Saturday, January 14, 2012
Guest Post from Author Elle Amberley
The first draft for my latest novel was called Lost and Found in LA. However by the time I'd sent it to my publisher many changes had taken place in my personal life.
Like the main character in the novel I too have had to flee and rebuild my life, which sounds a funny thing to say as I was only a teenager at the time.
I know what it's like to live in fear and the constant questions stirring at the back of your mind. What if the police doesn't get here in time? Will my persecutors find me again despite having changed my name and moved as far as possible?
So, for years, I've shun any publicity, until a couple of years when after a tragic loss I first went a little mad and then found myself again. I remembered who I was and how strong I could be. OK, I digress, that's the inspiration for Lost in Your Time, which is coming out this Spring.
Anyway, this prompted a renewal and a discovery, I started blogging on a site called Women on the Verge and as I opened up on there, I realized that by doing so I was not only helping myself but others too. Yes, talking about your experiences and writing about it can heal you. That said, I have refused on many occasions to write a memoir and will continue doing so.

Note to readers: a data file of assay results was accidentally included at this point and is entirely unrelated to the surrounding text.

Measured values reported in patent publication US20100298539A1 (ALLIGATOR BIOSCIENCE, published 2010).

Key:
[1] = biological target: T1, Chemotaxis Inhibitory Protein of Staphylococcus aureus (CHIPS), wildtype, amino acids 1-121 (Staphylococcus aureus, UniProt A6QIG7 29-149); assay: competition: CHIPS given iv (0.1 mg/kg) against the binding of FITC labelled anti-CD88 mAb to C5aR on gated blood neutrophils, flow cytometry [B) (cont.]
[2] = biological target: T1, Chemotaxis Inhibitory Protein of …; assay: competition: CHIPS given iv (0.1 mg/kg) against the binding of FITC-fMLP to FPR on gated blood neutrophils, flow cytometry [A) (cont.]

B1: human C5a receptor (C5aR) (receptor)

I regained my confidence and when I threatened to leave my American publisher (all smoothed out now) and was taken on by a new UK press I thought I'd do things differently over here, start again but be more open. I didn't want to fear being recognized anymore. Furthermore I reckoned the "nasties" have grown older and it was time to let go of my childhood ghosts.
My editor kept nagging me to go on Facebook and joining this network was the last barrier for me. I jokingly said now I was on all these sites, there was nowhere left to hide. The moment I said, the little light went on and I rang my editor to explain I wanted to change the title.
Natasha’s story is not my story although there are similarities. I wanted to show “victims” do not have to accept labels, that we can all break the cycle. Sartre said that we always have a choice. Indeed how we react is up to us, we can lay down as victims or pick ourselves up, live to see another day and grow from it.